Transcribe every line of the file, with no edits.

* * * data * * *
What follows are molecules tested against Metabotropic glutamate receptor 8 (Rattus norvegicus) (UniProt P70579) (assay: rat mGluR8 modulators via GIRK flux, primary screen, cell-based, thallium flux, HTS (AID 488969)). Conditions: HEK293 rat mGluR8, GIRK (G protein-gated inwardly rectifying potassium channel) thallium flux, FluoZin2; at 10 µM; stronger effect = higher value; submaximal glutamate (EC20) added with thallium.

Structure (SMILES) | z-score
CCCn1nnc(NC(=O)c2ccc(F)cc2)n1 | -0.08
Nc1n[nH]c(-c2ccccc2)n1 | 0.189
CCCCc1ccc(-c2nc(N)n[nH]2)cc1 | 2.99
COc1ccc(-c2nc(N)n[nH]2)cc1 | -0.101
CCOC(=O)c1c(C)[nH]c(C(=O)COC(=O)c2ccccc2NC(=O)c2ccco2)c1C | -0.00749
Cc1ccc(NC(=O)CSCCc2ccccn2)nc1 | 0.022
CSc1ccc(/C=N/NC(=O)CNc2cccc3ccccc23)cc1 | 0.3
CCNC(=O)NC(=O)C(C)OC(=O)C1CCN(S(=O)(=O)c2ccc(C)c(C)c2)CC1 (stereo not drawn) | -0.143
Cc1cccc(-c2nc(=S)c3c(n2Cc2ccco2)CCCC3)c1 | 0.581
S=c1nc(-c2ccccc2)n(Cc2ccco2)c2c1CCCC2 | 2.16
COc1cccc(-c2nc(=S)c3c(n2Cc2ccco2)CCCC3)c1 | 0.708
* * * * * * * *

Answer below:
What follows are molecules tested against Metabotropic glutamate receptor 8 (Rattus norvegicus) (UniProt P70579) (assay: rat mGluR8 modulators via GIRK flux, primary screen, cell-based, thallium flux, HTS (AID 488969)). Conditions: HEK293 rat mGluR8, GIRK (G protein-gated inwardly rectifying potassium channel) thallium flux, FluoZin2; at 10 µM; stronger effect = higher value; submaximal glutamate (EC20) added with thallium.

Structure (SMILES) | z-score
CCCn1nnc(NC(=O)c2ccc(F)cc2)n1 | -0.08
Nc1n[nH]c(-c2ccccc2)n1 | 0.189
CCCCc1ccc(-c2nc(N)n[nH]2)cc1 | 2.99
COc1ccc(-c2nc(N)n[nH]2)cc1 | -0.101
CCOC(=O)c1c(C)[nH]c(C(=O)COC(=O)c2ccccc2NC(=O)c2ccco2)c1C | -0.00749
Cc1ccc(NC(=O)CSCCc2ccccn2)nc1 | 0.022
CSc1ccc(/C=N/NC(=O)CNc2cccc3ccccc23)cc1 | 0.3
CCNC(=O)NC(=O)C(C)OC(=O)C1CCN(S(=O)(=O)c2ccc(C)c(C)c2)CC1 (stereo not drawn) | -0.143
Cc1cccc(-c2nc(=S)c3c(n2Cc2ccco2)CCCC3)c1 | 0.581
S=c1nc(-c2ccccc2)n(Cc2ccco2)c2c1CCCC2 | 2.16
COc1cccc(-c2nc(=S)c3c(n2Cc2ccco2)CCCC3)c1 | 0.708